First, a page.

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McCarran Debuts Ultra High Definition

McCarran Debuts Ultra High Definition

CASE STUDY

It’s strange to see travelers stop and take pictures of an airport sign, but it’s actually a common occurrence at McCarran International Airport (LAS) in Las Vegas. The Samuel Ingalls facility’s new 84-inch ultra high-definition display is “stunning, not only in terms of clarity and rendering, but also in color,” explains the airport’s assistant director of aviation, Information Systems, Samuel Ingalls. The top half of the airport’s new sign displays wayfinding information, while the bottom half provides more commercial and entertainment-oriented content. Dan Smith, director of digital signage for LG USA, refers to the airport’s use of its cutting-edge product as “techorating.” According to Smith, more and more airports are looking for ways to incorporate signage that blends into the terminal décor and has an artistic feel to it. “It beautifies, blends and informs,” he explains.At LAS, however, the need to improve wayfinding Dan Smith in the airport’s busiest area inspired the first commercial installation of LG’s cutting-edge display.

FILLING A NEED
Wayfinding became a tremendous challenge in the D Concourse rotunda shortly after LAS opened its new Terminal 3 in June 2012, explains Alison Rank, senior sales manager with Four Winds Interactive, the company that provides software for the new display and others throughout the airport.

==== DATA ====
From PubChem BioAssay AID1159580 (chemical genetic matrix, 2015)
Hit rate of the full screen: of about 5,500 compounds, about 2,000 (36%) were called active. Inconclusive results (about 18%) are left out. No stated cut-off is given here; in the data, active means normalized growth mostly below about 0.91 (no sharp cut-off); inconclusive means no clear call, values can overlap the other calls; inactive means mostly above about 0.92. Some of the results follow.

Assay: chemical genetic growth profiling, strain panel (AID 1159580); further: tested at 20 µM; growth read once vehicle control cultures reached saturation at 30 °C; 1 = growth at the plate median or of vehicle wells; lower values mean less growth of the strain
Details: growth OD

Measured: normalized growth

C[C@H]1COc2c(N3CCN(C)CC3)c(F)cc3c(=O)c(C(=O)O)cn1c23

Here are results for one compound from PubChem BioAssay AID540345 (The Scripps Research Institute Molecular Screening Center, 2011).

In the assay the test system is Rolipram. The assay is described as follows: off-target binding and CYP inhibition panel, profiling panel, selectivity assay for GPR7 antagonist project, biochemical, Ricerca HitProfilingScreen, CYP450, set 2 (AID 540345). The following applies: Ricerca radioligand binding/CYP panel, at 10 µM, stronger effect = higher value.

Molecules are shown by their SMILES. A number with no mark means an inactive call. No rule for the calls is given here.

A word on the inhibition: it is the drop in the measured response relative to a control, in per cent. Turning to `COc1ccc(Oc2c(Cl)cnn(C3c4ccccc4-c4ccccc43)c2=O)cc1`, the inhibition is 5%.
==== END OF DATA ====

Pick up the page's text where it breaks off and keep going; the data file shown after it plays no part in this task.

Months after the opening, the airport rearranged operations to al-low some D Concourse carriers to move their ticketing and baggage services to the new building. With this change, passengers arriving at the D gates now faced two terminal options, resulting in the need for more wayfinding assistance. Frequent passengers were used to simply going down the escalator and veering left; so it was suddenly became imperative to capture their attention and make them aware of the new “fork in the road.” Without better wayfinding, the airport risked having passengers board the wrong tram to claim their baggage. Given the large size of the gathering area, large-scale directional wayfinding was a necessity, explains Smith. The airport’s previous smaller, static image just wasn’t visible enough — travelers were spinning their heels in the rotunda, trying to figure out their next move, he explains.

Local culture also influenced selection of the 84-inch Ultra HD display. Décor in Las Vegas is infamously extreme, with a lot of noise and other distractions competing to grab customers’ attention. LAS needed to refocus airport visitors and retain their attention long enough to make navigating less stressful and more seamless. According to the airport, its new screen does just that. The new display “really captivates its audience,” reports Smith.

LAS officials also had tech-savvy business travelers in mind when they decided to install the display, even though they’re not the stereotypical Vegas demographic. Volumes of business travelers fly into LAS each year for high-end technology tradeshows and conferences, explains Ingalls. So it was crucial to have the new display working as exhibitors and planners arrived for the International Consumer Electronics Show that began on January 8. Because the airport didn’t begin conversations with LG until late last October, the timeline was tight for the display to be ready. It took an